At approximately 11:00 pm, on Saturday, we pulled into Fort Lauderdale, Port Everglades and continued south on the waterway to Hollywood. We had to call ahead to three bridges to let them know that we were approaching from the north so they could open for us. We went through the first two bridges without any problems. We arrived at the third bridge at the same time as a large barge being pushed by a tug boat, heading towards us. The bridge keeper asked us to talk to the tug boat about how we would pass each other because the barge was almost the width of the bridge and could not stop. The Captain pushing the barge told us to wait close to the bridge and quickly pass through just before he arrives. We waited at the bridge, but the bridge keeper took too long to open the bridge. Once the bridge was open the barge was right there and he quickly called us on the VHF radio to tell us to move out of the way because he was coming through. This was not an easy task to ask of us, as there was a three knot current pushing us towards the bridge. Ed quickly turned the boat around 180 degrees and tried to hold the boat close to a green buoy against the current as the barge passed. Unfortunately, the current pushed us slightly behind the green marker and we felt the keel lightly bump something hard. Ed and I agreed that travelling on the Intracoastal Waterway is much more stressful than travelling down the ocean. Once the barge passed us we turned we continued through the bridge to anchor in a small lake called South Lake in South Hollywood, a suburb or Fort Lauderdale. We spent the night at this anchorage which is around the corner from the marina where we were suppose to meet Andrew the next morning. This saved us $160 for the slip fee.
The next morning we pulled into Loggerhead Marina, the beautiful grounds made it feel like a Caribbean resort. Andrew arrived and we met Stewart Saunders and his wife Susan for lunch. Stewart and Susan have a large vehicle and were very kind to drive all of us. They drove us to the Bass Pro shop where the kids enjoyed the Christmas displays and the aquarium full of interesting fish. Alexander became obsessed with a large eel, and now says that eels are his favourite animals. Stewart is a knowledgeable fisherman and he helped Ed choose the right gear need for fishing offfshore and in the Bahamas.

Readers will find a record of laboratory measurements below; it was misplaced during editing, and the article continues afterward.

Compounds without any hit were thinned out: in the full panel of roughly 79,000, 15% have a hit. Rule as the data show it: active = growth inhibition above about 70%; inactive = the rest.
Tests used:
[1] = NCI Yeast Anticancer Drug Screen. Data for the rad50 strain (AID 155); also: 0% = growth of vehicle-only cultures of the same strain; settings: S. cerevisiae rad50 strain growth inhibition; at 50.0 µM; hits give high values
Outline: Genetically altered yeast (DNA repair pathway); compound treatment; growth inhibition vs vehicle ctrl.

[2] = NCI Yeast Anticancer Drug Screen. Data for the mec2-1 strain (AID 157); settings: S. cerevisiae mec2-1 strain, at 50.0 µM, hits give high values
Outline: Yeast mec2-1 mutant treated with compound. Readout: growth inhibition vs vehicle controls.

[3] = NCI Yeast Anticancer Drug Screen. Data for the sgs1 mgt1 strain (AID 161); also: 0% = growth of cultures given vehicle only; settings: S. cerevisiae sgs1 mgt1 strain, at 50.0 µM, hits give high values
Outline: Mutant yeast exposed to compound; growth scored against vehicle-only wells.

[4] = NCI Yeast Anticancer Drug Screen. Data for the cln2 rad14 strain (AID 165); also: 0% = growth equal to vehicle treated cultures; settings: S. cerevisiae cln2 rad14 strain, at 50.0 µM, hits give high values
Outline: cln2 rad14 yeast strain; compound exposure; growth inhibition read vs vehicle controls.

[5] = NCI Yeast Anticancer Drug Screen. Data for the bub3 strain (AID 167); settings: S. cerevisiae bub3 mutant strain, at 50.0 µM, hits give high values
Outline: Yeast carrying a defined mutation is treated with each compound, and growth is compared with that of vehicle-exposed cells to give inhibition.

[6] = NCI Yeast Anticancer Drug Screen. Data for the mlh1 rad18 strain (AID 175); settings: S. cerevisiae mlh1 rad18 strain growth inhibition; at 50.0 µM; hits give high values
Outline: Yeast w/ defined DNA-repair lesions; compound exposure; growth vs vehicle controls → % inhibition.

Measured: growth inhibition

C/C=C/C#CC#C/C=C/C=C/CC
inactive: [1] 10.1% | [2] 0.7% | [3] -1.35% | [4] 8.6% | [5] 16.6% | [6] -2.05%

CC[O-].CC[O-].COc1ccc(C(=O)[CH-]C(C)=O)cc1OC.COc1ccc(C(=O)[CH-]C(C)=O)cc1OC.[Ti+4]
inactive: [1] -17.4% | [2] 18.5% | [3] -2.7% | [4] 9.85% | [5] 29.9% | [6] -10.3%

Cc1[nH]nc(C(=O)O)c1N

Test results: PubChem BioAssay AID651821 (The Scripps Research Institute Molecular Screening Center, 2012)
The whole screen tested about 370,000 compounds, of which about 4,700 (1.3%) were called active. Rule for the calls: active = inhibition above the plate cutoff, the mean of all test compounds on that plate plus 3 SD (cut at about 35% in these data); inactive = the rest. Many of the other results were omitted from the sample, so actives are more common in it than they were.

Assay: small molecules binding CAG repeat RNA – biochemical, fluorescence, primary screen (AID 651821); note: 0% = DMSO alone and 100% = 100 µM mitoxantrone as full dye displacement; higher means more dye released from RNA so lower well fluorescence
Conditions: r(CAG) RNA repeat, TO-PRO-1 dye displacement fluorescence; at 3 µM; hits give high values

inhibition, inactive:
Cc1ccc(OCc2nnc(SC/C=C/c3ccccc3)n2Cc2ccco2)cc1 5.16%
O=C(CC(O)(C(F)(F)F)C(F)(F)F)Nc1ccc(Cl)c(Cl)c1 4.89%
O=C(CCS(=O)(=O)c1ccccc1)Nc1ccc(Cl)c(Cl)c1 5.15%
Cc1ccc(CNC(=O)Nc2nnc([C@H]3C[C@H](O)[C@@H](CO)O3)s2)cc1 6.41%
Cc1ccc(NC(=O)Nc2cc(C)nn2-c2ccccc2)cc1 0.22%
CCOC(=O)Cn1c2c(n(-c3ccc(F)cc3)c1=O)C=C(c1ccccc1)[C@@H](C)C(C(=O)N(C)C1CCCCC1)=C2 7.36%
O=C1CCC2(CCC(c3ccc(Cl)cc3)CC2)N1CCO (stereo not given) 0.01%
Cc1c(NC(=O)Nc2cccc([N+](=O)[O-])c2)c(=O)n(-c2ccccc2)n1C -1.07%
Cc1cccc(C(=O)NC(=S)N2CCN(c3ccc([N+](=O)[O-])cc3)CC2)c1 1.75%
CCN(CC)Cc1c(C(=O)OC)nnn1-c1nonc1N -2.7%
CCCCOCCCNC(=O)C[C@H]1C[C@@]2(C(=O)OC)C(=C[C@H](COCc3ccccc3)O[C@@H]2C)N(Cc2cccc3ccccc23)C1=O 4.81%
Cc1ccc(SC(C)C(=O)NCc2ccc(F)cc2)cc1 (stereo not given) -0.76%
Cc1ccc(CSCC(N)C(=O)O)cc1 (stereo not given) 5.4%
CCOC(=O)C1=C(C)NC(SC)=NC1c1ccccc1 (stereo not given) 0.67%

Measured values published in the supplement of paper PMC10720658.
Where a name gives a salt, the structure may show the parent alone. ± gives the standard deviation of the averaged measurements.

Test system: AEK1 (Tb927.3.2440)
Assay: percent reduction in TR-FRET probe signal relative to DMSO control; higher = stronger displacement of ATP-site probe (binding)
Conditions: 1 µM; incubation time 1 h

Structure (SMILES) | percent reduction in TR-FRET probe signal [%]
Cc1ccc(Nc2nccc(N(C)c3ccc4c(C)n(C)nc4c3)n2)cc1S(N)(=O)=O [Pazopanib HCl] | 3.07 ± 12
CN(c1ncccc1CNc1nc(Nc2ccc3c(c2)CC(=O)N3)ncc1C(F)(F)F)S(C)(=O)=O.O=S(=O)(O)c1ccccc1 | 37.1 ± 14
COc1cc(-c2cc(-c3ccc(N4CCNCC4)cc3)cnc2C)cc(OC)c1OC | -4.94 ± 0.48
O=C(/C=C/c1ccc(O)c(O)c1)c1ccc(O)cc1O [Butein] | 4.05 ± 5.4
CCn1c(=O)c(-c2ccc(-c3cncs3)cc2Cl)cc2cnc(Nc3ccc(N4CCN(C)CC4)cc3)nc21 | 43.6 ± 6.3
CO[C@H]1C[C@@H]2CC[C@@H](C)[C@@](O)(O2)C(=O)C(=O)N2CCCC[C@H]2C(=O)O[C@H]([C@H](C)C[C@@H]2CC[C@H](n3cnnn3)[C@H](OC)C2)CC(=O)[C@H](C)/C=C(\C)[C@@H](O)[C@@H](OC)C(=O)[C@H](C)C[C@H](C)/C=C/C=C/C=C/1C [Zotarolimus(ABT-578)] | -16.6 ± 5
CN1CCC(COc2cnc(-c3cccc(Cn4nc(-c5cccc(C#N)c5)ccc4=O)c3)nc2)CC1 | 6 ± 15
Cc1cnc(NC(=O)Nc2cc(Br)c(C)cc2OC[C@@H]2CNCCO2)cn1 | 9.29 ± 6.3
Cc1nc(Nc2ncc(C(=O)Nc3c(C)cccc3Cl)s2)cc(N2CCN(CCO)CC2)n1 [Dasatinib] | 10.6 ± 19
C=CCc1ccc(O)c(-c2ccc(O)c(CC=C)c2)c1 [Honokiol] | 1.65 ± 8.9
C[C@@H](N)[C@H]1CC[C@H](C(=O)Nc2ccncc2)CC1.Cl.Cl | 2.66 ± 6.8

The next day we rented a car so we could run around and pick up provisions for the boat. We decided to buy everything in Florida because everything is extremely expensive in Bahamas. In some of the remote areas that we are planning to travel to, food and supplies just aren’t available. Ed and Andrew took our propane tanks to be filled, on another trip they filled the car with 500 bottles of water along with other drinks, while I shopped for food at the grocery store. I started making a shopping list at home and knew exactly what to buy. It was a difficult task shopping for five weeks of food for a family of four, plus guests. The carts were full with five times the amount of food of a normal shopping trip. People gave me the strangest looks at the grocery store as I put four and five of each item in my cart. At the checked out the lady packing my bags asked me if there was a hurricane coming that she didn’t know about! We spent about $1,300 at the grocery store, filled 6-7 shopping carts, 2 Ford SUV loads of supplies.
We spent three days at Loggerhead Marina, we made good use of the beautiful swimming pool while we waited for a good weather window to cross to the Bahamas.